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A rare case of posttraumatic aortic rupture, treated with an endovascular stent graft implantation and complicated with esophageal rupture



Esophageal necrosis and perforation after thoracic endovascular aortic repair (TEVAR) for ruptured traumatic aortic aneurysm is extremely rare. It is difficult to manage, and patients rarely survive without treatment. Although, there is no certain consensus in relation with the optimal treatment we present a subsequent successful management of both life-threatening conditions.

Case presentation

A 52-year-old man experienced a blunt chest trauma after motor vehicle collision with mild symptoms of pain and fractured ribs. On the 12th day he had severe chest pain and computed tomography (CT) revealed a ruptured traumatic thoracic aortic aneurysm with massive mediastinal hematoma. An emergency thoracic endovascular aortic repair (TEVAR) was performed. Several days later the patient developed a fever. CT suspected a pneumomediastinum, a sign of esophageal rupture, but no confirmation from esophagography and esophagoscopy was achieved. Because of deteriorated septic condition, patient was referred for exploratory thoracotomy. The rupture was found and esophagectomy was performed, with an esophagostomy and gastrostomy to enable enteral nutrition. Almost one year after the esophagectomy, gastric conduit reconstruction through the retrosternal route was performed. The patient was still alive and symptom-free more than 1 year after the reconstruction and no infection of the stent graft was observed.


We successfully managed a rare case of esophageal necrosis after TEVAR for ruptured traumatic thoracic aortic aneurysm. It is essential to diagnose the esophageal necrosis at an early stage and provide appropriate treatment to increase survival.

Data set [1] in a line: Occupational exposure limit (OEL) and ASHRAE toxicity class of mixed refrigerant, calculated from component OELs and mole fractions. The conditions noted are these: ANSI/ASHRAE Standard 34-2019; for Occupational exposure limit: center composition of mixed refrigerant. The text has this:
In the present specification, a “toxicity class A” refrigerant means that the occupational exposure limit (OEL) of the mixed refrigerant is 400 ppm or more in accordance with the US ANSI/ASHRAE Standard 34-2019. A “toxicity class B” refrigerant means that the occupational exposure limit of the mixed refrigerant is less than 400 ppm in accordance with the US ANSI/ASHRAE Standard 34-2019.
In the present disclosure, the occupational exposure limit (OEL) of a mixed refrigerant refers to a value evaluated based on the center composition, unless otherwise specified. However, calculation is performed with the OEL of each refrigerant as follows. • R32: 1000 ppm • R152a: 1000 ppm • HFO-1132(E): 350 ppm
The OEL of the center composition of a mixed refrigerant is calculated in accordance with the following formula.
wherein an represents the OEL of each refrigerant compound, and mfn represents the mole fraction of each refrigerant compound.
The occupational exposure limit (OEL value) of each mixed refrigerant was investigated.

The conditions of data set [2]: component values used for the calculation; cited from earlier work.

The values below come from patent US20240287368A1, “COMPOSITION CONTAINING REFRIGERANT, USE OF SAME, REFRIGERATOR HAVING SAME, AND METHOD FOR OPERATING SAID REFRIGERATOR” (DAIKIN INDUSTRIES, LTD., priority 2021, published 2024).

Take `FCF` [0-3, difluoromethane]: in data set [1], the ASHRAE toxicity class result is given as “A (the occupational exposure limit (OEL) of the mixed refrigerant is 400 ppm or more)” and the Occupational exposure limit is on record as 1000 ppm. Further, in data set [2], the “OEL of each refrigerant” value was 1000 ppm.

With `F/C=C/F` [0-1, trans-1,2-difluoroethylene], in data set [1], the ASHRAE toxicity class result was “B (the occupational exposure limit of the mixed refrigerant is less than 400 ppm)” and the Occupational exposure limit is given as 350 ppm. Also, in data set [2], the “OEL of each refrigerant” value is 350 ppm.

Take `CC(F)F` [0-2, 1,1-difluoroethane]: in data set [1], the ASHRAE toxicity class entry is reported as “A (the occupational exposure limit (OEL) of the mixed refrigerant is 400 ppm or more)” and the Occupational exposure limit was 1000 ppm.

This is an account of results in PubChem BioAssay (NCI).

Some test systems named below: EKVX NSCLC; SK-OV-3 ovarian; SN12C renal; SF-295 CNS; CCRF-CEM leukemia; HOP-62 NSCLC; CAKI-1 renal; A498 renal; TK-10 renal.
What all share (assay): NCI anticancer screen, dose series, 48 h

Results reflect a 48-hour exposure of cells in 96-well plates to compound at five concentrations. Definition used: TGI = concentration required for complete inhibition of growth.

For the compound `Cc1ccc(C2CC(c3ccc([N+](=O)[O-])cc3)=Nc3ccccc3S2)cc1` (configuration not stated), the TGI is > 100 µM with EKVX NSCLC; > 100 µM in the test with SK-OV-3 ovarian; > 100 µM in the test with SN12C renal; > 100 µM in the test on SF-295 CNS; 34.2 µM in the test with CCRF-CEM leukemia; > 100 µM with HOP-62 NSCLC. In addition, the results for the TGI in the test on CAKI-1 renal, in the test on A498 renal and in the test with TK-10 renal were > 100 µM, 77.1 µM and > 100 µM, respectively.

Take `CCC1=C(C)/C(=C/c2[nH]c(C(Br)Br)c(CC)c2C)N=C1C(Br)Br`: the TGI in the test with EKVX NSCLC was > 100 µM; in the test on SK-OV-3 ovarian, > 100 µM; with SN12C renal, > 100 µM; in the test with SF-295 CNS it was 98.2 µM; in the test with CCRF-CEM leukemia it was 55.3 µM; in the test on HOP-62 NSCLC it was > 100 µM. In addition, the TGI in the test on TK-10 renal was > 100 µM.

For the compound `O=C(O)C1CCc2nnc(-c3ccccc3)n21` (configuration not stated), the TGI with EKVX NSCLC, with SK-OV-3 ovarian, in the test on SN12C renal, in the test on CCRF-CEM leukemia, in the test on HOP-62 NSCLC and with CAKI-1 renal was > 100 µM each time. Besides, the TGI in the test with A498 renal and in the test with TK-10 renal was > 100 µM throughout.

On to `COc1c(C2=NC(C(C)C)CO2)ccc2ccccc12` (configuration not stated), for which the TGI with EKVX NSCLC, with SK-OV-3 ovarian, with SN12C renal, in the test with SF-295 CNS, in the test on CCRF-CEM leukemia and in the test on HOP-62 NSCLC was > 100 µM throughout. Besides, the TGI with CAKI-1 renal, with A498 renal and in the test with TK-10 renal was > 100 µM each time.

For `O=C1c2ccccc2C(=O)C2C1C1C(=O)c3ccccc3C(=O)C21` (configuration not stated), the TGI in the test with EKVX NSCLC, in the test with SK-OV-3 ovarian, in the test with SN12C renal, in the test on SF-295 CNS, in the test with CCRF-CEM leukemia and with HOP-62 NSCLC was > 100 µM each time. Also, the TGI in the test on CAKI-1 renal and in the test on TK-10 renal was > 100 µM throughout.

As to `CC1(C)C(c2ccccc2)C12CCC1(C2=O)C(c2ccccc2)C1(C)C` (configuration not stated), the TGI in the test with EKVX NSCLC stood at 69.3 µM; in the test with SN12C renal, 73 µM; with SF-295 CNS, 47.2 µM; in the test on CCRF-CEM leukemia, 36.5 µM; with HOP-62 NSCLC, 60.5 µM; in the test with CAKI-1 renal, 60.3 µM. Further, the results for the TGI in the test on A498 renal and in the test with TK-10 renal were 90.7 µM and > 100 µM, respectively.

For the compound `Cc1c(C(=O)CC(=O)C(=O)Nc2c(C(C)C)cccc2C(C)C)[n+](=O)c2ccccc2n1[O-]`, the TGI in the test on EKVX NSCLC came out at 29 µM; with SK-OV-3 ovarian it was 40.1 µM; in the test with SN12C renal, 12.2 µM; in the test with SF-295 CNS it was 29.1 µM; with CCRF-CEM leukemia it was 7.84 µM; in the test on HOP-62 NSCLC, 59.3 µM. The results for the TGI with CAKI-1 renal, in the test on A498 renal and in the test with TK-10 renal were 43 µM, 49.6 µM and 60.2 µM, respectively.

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The incidence of blunt aortic injury (BAI) ranges between 1.5 and 2% of patients involved in motor vehicle collisions, which account for 80% of blunt aortic injuries [1]. BAI is the most common isolated mediastinal injury ranging in severity from an intimal laceration to complete aortic transection. Most patients died immediately from aortic transection. The patients who survive transport to the hospital are those who have sustained contained ruptures or dissections. Undiagnosed injury at the time of presentation significantly increases the chance of fatal complications. Definitive aortic repair is by either open surgery or endovascular treatment. Endovascular aortic repair (TEVAR) is a novel, safe, effective, low-risk minimal invasive therapeutic strategy applied for thoracic aortic aneurysms, dissections and traumatic lesions, even more in elderly, patients in poor condition, high-risk or contraindicated for classical surgical methods. There are many advantages of TEVAR, such as lack of open chest trauma, extracorporal circulation, aortic cross-clamping and single lung ventilation, usage of minimal anticoagulation and less blood loss [2]. Nowadays the endovascular approach by TEVAR is a valuable alternative to open chest surgery with regard to the management of ruptured aneurysm of descending thoracic aorta. The number of patients undergoing TEVAR has increased significantly due to the minimally invasive approach of this technique. Furthermore, a systematic review supports the use of TEVAR, as a first line therapy for BAI [3] and stent-grafting is now the mainstay of management, with success rates ranging from 80 to 100% [4]. TEVAR is also associated with several complications, including paraplegia, renal failure, stroke, post-implantation syndrome, device migration and aortoesophageal fistula (AEF) formation [5]. AEF was defined as any communication between native thoracic aorta or aortic graft and the esophagus. AEF, characterized by the typical Chiari’s triad (pain, sepsis, dysphagia), has been well described in previously published data after the reconstruction of the thoracic aorta [6]. In contrast, there are very few publication for esophageal necrosis with or without perforation described as a rare consequence of TEVAR for both aneurysmal disease and dissection [7,8,9,10,11]. Authors reported that esophageal perforation could be developed between 12 and 2205 days after TEVAR and discussed several potential factors that may result in esophageal necrosis and followed perforation: (1) direct erosion of the stent graft into the esophagus; (2) graft infection; (3) pressure necrosis caused by the self-expanding stent graft; (4) ischemic esophageal necrosis due to disruption of the blood supply to the esophagus; (5) pseudoaneurysm enlargement; (6) mediastinal hematoma reduces intramural arterial blood supply and causing stagnation of venous outflow [3, 8, 9]. As the symptoms of esophageal ischemia and necrosis are usually nonspecific, including pain, sepsis, and dysphagia, this is likely to be an under-recognized complication. Therefore, once transmural necrosis occurs, the prognosis is really poor. According to a paper review only 2 of the 6 published cases with post-TEVAR esophageal necrosis survived [12]. The development of esophageal perforation indicates an infection leading to mediastinitis or sepsis. In any case, perforation becomes the cause of continuous inflammation, and esophagectomy may be necessary for definitive treatment. It is also not sure whether localized infection including stent-graft will improved after esophagectomy. The optimal time of surgical intervention with esophagectomy is before the occurrence of transmural necrosis and in the absence of the subsequent lethal mediastinitis [10]. When mediastinitis is present, the combination of irrigation and drainage and omental translocation are useful surgical interventions [13]. A second staged operation to restore the oesophageal continuity should follow later when the acute infection has resolved and the patient is haemodynamically stable.